Police investigating upswing in apparent drug overdose deaths
Police agencies in the region warned the public Tuesday about a spate of recent deaths that appear to stem from drug overdoses as investigators try to determine whether the cases are related.
Glens Falls Police have investigated four apparent overdose deaths over the past six weeks, while State Police are investigating one from over the weekend in Salem, and Hudson Falls Police had two suspected overdoses last week, one of which was fatal.
Glens Falls Police Deputy Chief Joseph Boisclair said the Glens Falls deaths did not appear to be related, or the result of one bad batch of heroin or other drug. But he said the high number had investigators looking for a potential tie between them, including whether the recent arrival in the region of marijuana laced with fentanyl, a synthetic opioid that is far more powerful than heroin, could be playing a role.
Glens Falls Police did not have statistics on overdose deaths in Glens Falls over the last few years, as lag time for toxicology tests makes it tough to compare. (One local police agency recently received toxicology results from the State Police Forensic Identification Center for a 2016 death.) But they said the number of deaths in a short period of time was highly unusual.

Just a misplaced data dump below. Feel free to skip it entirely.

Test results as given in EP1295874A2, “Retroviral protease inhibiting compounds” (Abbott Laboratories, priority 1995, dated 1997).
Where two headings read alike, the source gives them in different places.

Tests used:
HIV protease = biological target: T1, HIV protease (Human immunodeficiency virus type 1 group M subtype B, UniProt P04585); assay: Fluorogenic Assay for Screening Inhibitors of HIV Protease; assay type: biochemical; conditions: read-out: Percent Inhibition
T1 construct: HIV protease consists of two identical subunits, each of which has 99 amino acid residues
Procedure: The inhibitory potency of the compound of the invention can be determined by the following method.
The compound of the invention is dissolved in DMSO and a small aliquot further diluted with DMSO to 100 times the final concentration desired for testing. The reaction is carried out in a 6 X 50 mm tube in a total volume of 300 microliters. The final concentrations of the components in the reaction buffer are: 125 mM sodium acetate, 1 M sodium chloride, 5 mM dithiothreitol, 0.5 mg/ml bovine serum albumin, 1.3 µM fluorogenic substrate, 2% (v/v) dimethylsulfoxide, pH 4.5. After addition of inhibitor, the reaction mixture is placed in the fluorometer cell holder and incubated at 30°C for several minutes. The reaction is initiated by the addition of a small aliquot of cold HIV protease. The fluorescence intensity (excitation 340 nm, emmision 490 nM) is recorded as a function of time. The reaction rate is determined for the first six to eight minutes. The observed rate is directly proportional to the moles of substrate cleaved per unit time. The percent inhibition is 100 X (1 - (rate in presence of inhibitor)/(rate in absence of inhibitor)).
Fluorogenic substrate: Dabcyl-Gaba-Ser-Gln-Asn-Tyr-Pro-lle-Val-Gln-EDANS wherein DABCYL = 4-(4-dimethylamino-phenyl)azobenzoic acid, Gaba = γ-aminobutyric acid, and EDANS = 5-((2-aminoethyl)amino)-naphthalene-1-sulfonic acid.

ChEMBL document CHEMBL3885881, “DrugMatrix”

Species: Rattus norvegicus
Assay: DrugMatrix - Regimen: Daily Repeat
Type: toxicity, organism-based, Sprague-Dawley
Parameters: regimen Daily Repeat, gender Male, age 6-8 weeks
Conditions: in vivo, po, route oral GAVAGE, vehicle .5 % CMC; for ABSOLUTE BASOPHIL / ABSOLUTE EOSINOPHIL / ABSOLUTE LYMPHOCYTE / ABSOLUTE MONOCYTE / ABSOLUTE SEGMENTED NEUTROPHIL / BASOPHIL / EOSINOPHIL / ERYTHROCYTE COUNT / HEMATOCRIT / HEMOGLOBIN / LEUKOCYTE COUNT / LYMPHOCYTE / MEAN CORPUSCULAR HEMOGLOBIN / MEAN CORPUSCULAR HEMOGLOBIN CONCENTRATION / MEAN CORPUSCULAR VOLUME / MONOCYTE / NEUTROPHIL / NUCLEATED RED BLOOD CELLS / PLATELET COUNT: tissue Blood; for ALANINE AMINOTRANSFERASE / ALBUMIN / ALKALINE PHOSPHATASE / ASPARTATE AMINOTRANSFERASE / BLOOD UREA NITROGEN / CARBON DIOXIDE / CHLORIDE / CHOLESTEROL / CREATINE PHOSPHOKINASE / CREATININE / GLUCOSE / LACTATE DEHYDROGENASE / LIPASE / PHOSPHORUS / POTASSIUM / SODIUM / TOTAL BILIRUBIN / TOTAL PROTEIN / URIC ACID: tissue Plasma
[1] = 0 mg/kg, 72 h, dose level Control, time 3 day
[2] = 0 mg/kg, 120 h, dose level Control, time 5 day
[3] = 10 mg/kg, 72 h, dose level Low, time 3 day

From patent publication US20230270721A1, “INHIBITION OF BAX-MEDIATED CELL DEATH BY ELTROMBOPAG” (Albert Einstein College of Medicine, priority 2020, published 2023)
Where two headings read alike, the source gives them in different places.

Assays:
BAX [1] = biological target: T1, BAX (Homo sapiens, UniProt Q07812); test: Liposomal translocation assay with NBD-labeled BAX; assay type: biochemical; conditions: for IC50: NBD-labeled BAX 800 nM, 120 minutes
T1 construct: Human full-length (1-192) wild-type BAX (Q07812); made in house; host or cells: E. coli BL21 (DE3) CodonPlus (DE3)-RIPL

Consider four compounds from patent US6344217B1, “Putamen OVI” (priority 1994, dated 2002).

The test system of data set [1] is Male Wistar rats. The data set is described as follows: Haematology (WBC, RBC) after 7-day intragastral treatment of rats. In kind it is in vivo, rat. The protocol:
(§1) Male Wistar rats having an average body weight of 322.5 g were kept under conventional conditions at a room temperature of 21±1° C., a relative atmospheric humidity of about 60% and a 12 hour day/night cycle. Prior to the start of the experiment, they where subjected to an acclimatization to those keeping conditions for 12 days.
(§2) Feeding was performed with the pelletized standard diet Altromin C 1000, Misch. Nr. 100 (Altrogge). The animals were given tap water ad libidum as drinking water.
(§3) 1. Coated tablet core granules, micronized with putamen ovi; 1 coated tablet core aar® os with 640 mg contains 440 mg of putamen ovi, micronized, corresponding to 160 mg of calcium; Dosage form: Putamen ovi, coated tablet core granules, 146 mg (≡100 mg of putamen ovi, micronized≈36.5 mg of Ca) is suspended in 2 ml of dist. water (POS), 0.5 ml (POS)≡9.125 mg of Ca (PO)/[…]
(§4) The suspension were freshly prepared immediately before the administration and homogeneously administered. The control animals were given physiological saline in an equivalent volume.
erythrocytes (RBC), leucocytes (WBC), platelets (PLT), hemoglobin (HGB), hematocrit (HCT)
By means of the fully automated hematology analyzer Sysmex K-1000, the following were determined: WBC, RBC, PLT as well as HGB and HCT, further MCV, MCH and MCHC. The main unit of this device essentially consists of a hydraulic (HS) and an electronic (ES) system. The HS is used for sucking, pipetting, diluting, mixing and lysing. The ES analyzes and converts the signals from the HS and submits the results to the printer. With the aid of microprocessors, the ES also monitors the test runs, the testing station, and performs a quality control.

“It’s fair to say we’ve never had four in this short of a span,” Glens Falls Police Detective Lt. Peter Casertino said.
The Glens Falls fatalities occurred as Hudson Falls Police investigate what was believed to be an overdose death last week, which was followed by a call later the same day at a neighboring home where Narcan was used to reverse the effects of an overdose, Hudson Falls Police Chief Scott Gillis said.
“It took four doses of Narcan to reverse it,” Gillis said.
Gillis said fentanyl was determined to be the drug used by the person who survived, and toxicology tests are pending for the fatality.
The most recent suspected overdose death occurred last weekend when a young man in Salem was found dead, and State Police are investigating the circumstances of that case.
Boisclair, who headed the department’s narcotics investigations before his promotion to deputy chief late last year, said the department has received word from informants that marijuana-and-fentanyl has been available locally.
Police agencies in the Capital Region warned about the presence of fentanyl-laced marijuana last week after dealing with overdoses and seizing the drugs during an arrest. The concern is that marijuana users do not know about the potentially deadly addition to their weed.
Boisclair said local police are also seeing an increase in synthetic drugs that are originating in China, which are being used despite the fact that no one knows what compounds they contain.
“Basically, they don’t have any ideas what they are putting into their bodies,” he said.